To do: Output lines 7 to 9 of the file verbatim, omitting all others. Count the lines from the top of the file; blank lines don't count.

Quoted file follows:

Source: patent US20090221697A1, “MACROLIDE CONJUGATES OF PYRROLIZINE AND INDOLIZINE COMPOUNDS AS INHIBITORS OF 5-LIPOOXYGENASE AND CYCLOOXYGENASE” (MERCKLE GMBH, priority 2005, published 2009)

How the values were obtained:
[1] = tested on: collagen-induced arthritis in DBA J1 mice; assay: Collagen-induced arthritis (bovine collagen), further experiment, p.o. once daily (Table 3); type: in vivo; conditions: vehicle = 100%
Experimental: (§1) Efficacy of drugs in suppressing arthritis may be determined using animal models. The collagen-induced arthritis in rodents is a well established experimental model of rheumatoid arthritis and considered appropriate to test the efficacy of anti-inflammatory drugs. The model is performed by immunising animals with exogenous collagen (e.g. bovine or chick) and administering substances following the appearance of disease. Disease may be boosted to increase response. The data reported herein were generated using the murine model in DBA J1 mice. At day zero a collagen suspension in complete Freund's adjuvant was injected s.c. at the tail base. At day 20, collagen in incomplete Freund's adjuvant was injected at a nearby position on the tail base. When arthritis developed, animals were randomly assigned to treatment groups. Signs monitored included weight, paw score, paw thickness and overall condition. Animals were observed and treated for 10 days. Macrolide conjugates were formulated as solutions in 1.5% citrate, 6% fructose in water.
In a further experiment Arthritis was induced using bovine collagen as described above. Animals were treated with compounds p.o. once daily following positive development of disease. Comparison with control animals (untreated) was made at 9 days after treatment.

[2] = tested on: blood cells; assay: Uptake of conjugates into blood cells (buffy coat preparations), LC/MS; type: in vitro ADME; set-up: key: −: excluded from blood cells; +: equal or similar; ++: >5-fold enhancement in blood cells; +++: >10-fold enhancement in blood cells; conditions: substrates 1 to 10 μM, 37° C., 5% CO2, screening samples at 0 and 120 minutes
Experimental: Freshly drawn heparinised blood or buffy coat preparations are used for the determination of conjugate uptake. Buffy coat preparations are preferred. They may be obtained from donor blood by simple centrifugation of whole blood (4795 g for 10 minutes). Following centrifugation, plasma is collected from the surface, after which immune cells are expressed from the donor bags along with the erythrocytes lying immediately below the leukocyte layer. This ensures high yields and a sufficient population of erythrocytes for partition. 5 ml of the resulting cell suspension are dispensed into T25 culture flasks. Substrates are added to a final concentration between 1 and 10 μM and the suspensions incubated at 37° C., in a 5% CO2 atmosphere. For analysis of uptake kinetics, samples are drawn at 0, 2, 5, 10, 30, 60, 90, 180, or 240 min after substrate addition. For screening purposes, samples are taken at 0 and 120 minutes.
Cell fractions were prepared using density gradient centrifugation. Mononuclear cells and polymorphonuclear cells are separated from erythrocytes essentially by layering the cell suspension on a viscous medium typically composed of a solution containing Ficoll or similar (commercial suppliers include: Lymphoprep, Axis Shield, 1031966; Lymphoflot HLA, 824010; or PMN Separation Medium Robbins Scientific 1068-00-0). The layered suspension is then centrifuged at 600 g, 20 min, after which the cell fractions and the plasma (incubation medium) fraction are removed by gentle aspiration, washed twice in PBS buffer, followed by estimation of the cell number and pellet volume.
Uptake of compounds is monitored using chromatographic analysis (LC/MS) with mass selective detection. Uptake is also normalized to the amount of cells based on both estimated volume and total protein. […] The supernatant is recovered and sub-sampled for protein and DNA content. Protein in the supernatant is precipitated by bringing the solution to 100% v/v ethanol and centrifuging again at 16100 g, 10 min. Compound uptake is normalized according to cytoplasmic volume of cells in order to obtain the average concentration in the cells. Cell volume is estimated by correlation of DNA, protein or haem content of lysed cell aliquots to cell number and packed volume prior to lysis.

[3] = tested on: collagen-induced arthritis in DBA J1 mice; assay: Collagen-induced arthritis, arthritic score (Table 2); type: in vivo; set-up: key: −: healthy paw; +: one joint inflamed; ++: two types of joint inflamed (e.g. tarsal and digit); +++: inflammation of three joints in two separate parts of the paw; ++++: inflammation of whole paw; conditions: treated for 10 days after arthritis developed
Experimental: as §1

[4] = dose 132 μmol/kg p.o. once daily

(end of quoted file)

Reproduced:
Experimental: Freshly drawn heparinised blood or buffy coat preparations are used for the determination of conjugate uptake. Buffy coat preparations are preferred. They may be obtained from donor blood by simple centrifugation of whole blood (4795 g for 10 minutes). Following centrifugation, plasma is collected from the surface, after which immune cells are expressed from the donor bags along with the erythrocytes lying immediately below the leukocyte layer. This ensures high yields and a sufficient population of erythrocytes for partition. 5 ml of the resulting cell suspension are dispensed into T25 culture flasks. Substrates are added to a final concentration between 1 and 10 μM and the suspensions incubated at 37° C., in a 5% CO2 atmosphere. For analysis of uptake kinetics, samples are drawn at 0, 2, 5, 10, 30, 60, 90, 180, or 240 min after substrate addition. For screening purposes, samples are taken at 0 and 120 minutes.
Cell fractions were prepared using density gradient centrifugation. Mononuclear cells and polymorphonuclear cells are separated from erythrocytes essentially by layering the cell suspension on a viscous medium typically composed of a solution containing Ficoll or similar (commercial suppliers include: Lymphoprep, Axis Shield, 1031966; Lymphoflot HLA, 824010; or PMN Separation Medium Robbins Scientific 1068-00-0). The layered suspension is then centrifuged at 600 g, 20 min, after which the cell fractions and the plasma (incubation medium) fraction are removed by gentle aspiration, washed twice in PBS buffer, followed by estimation of the cell number and pellet volume.
Uptake of compounds is monitored using chromatographic analysis (LC/MS) with mass selective detection. Uptake is also normalized to the amount of cells based on both estimated volume and total protein. […] The supernatant is recovered and sub-sampled for protein and DNA content. Protein in the supernatant is precipitated by bringing the solution to 100% v/v ethanol and centrifuging again at 16100 g, 10 min. Compound uptake is normalized according to cytoplasmic volume of cells in order to obtain the average concentration in the cells. Cell volume is estimated by correlation of DNA, protein or haem content of lysed cell aliquots to cell number and packed volume prior to lysis.